3 questions Pierre Morneau (General Manager Takeda Schweiz, Takeda Pharma AG) - Vice Chair Innovation Hub Committee - Interpharma

Split contribution to:

18 April 2023

3 questions Pierre Morneau (General Manager Takeda Schweiz, Takeda Pharma AG) – Vice Chair Innovation Hub Committee

What are the strengths and opportunities for Switzerland as a hub of research and innovation?

Switzerland has a long tradition of world-class accomplishments in the pharmaceutical industry, with large global players such as Novartis, Roche and Nestlé as well as a host of Biotech and Medtech companies. The country’s high level of expertise in the fields of precision medicine and medical technology, as well its commitment to producing high-quality medicinal products, is another significant strength. Moreover, Swiss universities are well known for producing world-class professionals in the fields of science and technology. ETH, EPFL and the University of St. Gallen are just a few of the top universities in Switzerland that are generating a consistent pipeline of qualified young professionals.

The unique geographic location of Switzerland also represents an opportunity for research and innovation. Its position at the heart of Europe enables easy access to the European Union and other countries. Switzerland’s stable political climate and efficient infrastructure are additional advantages for companies in the pharmaceutical industry.

Where do you see the most urgent challenges and problems for Switzerland in this context?

In spite of its many strengths, Switzerland does face some challenges and problems as a research and innovation hub. One of the most urgent issues is the necessity of attracting and retaining talent. The high cost of living and strict immigration policy in Switzerland make it difficult to attract top talent from around the world.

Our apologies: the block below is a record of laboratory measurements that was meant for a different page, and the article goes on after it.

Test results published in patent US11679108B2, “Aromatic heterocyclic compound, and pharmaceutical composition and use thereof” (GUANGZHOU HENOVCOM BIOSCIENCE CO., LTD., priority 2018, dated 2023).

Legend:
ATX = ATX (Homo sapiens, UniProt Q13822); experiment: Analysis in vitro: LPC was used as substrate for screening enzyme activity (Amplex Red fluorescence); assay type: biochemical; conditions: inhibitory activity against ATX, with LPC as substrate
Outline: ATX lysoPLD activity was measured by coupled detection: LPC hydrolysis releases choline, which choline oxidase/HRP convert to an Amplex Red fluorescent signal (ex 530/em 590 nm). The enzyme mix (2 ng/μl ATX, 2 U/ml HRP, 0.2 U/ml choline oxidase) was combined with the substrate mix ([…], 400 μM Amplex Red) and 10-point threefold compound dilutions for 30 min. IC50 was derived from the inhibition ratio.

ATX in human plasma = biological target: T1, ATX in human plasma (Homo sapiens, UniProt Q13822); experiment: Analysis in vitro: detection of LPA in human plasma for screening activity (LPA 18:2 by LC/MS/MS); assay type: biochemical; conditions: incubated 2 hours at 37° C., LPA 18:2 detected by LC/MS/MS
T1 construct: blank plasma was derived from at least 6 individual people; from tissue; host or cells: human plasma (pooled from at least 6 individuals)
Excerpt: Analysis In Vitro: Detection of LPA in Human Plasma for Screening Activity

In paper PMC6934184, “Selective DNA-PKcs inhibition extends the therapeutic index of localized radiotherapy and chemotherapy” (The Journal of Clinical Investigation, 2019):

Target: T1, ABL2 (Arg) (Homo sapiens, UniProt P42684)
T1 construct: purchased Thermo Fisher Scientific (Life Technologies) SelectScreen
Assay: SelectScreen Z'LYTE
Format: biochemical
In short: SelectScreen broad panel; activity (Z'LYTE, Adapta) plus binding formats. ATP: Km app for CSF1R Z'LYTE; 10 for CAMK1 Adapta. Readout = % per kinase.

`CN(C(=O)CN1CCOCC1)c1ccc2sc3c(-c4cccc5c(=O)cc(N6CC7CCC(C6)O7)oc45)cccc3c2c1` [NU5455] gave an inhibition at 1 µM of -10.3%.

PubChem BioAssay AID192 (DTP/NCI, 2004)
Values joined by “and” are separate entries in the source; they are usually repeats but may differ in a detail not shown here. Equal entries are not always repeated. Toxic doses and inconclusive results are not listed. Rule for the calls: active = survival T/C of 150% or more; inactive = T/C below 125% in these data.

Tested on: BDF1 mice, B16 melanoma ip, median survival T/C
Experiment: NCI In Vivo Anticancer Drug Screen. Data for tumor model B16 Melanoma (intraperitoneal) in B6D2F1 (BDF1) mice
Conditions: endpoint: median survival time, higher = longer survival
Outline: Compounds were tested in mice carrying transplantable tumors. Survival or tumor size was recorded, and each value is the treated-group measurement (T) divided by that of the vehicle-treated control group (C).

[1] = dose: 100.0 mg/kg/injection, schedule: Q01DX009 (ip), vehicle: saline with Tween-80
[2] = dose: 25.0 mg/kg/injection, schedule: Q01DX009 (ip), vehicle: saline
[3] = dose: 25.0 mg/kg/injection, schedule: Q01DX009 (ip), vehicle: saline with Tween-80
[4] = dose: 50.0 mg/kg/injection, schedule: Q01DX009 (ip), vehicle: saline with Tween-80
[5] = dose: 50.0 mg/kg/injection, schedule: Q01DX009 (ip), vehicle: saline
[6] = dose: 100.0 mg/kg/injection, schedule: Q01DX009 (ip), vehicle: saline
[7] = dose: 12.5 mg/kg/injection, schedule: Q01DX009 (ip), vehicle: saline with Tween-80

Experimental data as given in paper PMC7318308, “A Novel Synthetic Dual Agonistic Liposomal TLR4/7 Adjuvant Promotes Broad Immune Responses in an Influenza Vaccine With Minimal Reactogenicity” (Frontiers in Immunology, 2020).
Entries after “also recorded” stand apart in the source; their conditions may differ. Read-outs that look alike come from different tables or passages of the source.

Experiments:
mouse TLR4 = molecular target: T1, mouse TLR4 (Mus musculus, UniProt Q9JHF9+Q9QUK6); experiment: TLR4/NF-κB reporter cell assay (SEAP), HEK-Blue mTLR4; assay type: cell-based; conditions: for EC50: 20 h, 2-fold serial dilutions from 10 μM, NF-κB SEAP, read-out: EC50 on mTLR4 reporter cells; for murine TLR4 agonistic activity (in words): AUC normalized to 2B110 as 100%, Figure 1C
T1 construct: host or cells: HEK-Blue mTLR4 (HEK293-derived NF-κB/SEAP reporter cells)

Another challenge is the result of the administrative hurdles involved in conducting clinical research and gaining access to medicines. The complex regulatory environment in Switzerland can be a strain for companies, and some choose to shift their operations to other countries as a result. Digitization and access to health data are also important issues that have to be addressed to maintain competitiveness.

Finally, the current problems surrounding Swiss relations with Europe represent a major challenge. The uncertainty around Brexit and the negotiations on a new framework agreement with the EU could damage the attractiveness of Switzerland as a pharmaceutical hub.

What needs to be done to ensure that Switzerland remains attractive as a pharmaceutical center, and what do you plan to do personally as the IHC Vice Chair?

To maintain Switzerland’s attractiveness as a pharmaceutical hub, the focus must continue to be on innovation and research. This can be achieved by promoting stronger relations between the pharmaceutical industry, academic institutions and state agencies.

Another important step is to establish a future health data hub in Switzerland. This would enable better integration and improved access to health data, which would ultimately lead to better outcomes for patients. Moreover, there must be a continued focus on sustained investment in the Swiss pharmaceutical industry to ensure long-term success.

As the IHC Vice Chair, I will personally press for sustained investment in the Swiss pharmaceutical industry, as well as initiatives to address the aforementioned challenges and problems. I will work together with important decision-makers to facilitate strong relationships between industry players, the academic world and governmental agencies. I will also advocate for the creation of a future health data hub in Switzerland and support measures that would minimize administrative hurdles in clinical research and access to medicines. Finally, I will follow the negotiations on a new framework agreement with the EU with great interest and support a positive outcome to the benefit of the Swiss pharmaceutical industry.

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